By Ben Shpigel
c.2008 New York Times News Service
BEIJING — Before boxing in what he called the most important bout of his life, the American light flyweight Luis Yanez received conflicting advice. His Olympic coaches were telling him to attack from the opening bell. At the same time, his hometown coaches were reminding him to stay patient.
The resulting confusion led to a loss in the ring that further devastated the team’s medal hopes and brought into focus a disconnect that is threatening to undermine USA Boxing’s attempt to reclaim its glory years. Its nine-man squad, which had been considered the best since 1996, now stands at one, and the United States is guaranteed its worst Olympic showing regardless of how the remaining boxer, the heavyweight Deontay Wilder, fares.
At the heart of the disconnect is the crown jewel of USA Boxing’s rebuilding effort, a residency training program that was reinstated after a 24-year absence. It is a program that required national team members, selected at last August’s Olympic trials, to spend 10 months living and training full-time at the U.S. Olympic Committee’s training center in Colorado Springs.
Though some laud the array of services, which include full-time coaches, financial support, on-site psychologists and nutritionists, those in and out of the program have criticized the effectiveness of taking 18- to 23-year-old boxers from their families and personal coaches and putting them in unfamiliar environs.
The architects of the program, the coach Dan Campbell and the chief executive Jim Millman, admit to being confounded by the shoddy outcome here, where eight boxers failed to reach the medal round and appeared as if they had tuned out the coaching staff.
“It’s hard to say what went wrong at this Olympics,” Campbell said Sunday night. “We thought we had a chance for several guys to make it to this round, but some of them fell to things beyond our control.”
One boxer, Gary Russell Jr., passed out from heat exhaustion and dehydration while trying to make weight a few hours before a mandatory weigh-in. Another, Rau’shee Warren, the reigning flyweight world champion, failed to realize he was losing his opening bout and did not start throwing punches until the closing seconds. The welterweight Demetrius Andrade, who was so disgusted with the judges’ scoring of his 11-9 loss Sunday that he left the ring before the referee could raise the arm of winner, Kim Jung-joo of South Korea, was one of a few who blamed lopsided officiating on early exits.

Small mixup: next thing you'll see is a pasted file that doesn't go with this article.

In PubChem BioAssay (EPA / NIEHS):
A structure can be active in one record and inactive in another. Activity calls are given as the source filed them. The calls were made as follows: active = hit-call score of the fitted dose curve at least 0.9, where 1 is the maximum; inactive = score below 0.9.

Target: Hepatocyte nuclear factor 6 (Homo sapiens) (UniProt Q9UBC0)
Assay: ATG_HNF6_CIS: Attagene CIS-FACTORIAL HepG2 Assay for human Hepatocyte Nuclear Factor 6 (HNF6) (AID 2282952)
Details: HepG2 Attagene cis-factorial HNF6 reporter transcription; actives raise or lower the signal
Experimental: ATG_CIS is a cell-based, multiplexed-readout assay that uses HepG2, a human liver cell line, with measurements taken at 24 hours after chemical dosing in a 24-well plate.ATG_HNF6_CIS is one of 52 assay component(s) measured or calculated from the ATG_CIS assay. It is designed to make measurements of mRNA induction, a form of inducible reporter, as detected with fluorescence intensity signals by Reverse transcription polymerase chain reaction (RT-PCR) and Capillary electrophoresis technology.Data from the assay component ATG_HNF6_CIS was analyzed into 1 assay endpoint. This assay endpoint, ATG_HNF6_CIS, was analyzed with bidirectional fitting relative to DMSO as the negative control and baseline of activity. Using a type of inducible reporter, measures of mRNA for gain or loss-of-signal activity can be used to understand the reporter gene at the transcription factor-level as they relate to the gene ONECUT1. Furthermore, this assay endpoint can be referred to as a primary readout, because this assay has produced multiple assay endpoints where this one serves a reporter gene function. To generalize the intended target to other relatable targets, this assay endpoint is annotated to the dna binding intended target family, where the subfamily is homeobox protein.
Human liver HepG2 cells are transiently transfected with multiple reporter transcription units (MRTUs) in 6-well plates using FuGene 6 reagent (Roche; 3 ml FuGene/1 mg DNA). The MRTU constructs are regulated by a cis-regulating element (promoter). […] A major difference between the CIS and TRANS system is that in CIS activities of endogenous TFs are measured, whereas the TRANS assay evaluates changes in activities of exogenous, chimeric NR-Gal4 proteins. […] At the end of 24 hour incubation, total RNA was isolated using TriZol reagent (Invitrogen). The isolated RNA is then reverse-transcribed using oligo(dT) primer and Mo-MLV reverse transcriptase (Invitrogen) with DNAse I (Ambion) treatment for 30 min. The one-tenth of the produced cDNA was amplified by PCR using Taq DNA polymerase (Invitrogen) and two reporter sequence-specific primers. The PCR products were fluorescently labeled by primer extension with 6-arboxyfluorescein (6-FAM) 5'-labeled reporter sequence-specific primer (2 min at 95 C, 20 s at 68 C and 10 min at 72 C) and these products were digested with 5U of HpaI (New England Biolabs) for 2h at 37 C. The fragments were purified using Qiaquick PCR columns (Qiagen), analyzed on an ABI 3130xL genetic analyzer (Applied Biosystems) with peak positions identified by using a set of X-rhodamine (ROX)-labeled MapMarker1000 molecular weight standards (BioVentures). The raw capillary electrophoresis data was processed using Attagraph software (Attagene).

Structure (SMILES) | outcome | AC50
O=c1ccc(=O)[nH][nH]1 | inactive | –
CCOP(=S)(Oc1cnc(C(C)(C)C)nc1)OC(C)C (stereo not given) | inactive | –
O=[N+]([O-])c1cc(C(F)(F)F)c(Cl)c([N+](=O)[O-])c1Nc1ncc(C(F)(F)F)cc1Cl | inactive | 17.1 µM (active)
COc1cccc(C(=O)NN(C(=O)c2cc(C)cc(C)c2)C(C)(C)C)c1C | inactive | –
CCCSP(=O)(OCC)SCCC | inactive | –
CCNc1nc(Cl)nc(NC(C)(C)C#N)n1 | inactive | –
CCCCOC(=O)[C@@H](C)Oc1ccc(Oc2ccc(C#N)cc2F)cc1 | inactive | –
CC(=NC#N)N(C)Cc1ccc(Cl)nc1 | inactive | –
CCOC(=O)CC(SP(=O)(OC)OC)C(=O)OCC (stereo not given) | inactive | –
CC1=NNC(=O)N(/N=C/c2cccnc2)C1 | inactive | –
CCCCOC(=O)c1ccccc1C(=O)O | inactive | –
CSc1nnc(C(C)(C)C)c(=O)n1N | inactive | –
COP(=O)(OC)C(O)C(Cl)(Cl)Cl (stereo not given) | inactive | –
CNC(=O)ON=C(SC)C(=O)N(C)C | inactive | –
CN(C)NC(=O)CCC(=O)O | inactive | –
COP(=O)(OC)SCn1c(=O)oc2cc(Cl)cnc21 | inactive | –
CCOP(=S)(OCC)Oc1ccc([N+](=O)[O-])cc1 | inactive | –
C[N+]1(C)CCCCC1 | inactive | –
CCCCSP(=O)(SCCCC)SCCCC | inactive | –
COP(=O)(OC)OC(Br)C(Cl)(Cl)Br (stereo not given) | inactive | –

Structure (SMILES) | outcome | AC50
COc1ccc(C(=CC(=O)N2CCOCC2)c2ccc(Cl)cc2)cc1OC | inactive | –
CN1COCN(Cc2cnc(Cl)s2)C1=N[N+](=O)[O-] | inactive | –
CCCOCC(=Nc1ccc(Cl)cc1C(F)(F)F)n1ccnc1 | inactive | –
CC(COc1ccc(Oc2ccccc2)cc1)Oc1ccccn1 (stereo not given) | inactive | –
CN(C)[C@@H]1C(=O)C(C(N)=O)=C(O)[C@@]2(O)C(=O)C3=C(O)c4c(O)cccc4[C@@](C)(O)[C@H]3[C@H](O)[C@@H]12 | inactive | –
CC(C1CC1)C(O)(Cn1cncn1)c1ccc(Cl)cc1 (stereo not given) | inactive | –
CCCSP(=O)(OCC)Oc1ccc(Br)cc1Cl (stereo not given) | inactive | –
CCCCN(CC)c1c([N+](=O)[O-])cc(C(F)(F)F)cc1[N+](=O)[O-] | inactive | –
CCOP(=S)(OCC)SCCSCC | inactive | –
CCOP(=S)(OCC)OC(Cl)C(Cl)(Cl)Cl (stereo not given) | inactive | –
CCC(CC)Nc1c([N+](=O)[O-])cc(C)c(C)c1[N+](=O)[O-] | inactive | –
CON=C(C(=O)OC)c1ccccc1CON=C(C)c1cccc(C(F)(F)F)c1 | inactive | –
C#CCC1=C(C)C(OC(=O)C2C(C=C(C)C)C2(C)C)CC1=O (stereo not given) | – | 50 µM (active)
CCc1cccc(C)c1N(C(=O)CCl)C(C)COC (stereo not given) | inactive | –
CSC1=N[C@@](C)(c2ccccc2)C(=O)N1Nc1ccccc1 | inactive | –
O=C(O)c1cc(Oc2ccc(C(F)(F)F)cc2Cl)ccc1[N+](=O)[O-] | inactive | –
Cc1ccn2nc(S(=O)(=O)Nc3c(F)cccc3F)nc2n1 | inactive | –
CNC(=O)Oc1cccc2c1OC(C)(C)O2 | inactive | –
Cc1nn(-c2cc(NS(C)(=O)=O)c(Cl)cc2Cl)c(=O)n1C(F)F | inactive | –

“It’s just been hard,” said Wilder, who, less than 30 minutes after seeing Andrade break down in tears, beat Mohammed Arjaoui in a bout that was tied 10-10 and decided by a 23-22 score from the judges. “It’s been hard for all of us. People don’t know how hard we’ve been training this year. They only see what we’ve done out here.”
USA Boxing officials knew a return to international prominence would take time, though no one expected this year’s results would be so abysmal. It was one disaster after another, and nowhere was the tension more apparent than Saturday night, when Yanez fought.
His relationship with Campbell reached the flashpoint two months ago when he was kicked off the team for missing three weeks of training camp without permission. Although he was eventually reinstated — after making a public apology, paying a fine and accepting counseling — both sides exchanged vicious words in print, and Campbell told The Associated Press that Yanez was “one of the biggest liars I’ve ever met.”
Under that backdrop, Yanez spoke earlier Saturday to Dennis Rodarte, his coach and the man Yanez credits with turning him from a grade-school troublemaker into a two-time national champion. He left that conversation confident that Rodarte’s recommendation of remaining cautious while using his jab to set up combinations was the right one. Afterward, Campbell said Yanez “did the opposite of what we asked him to do.”
“You have the kid caught in between — his allegiance to his personal coach, we all understand that,” Campbell, speaking generally, said Sunday night. “It becomes, ‘Can they trust me enough to not listen to what somebody else is telling who has never been to an international bout and boxed the way we’ve been training them to box?’ Nine times out of 10, they’re going to revert to the person they’ve been with the most, and that’s the personal coach.”
These tug-of-wars have occurred throughout the Games. Every time Andrade would retreat to the corner after a round Sunday, he would listen to Campbell but also scan the crowd for his father, Paul, who serves as one of his two coaches. As Warren competed Tuesday, his longtime coach Mike Stafford, whom he has known for 15 years since he was 6, watched from the stands at the Workers’ Gymnasium.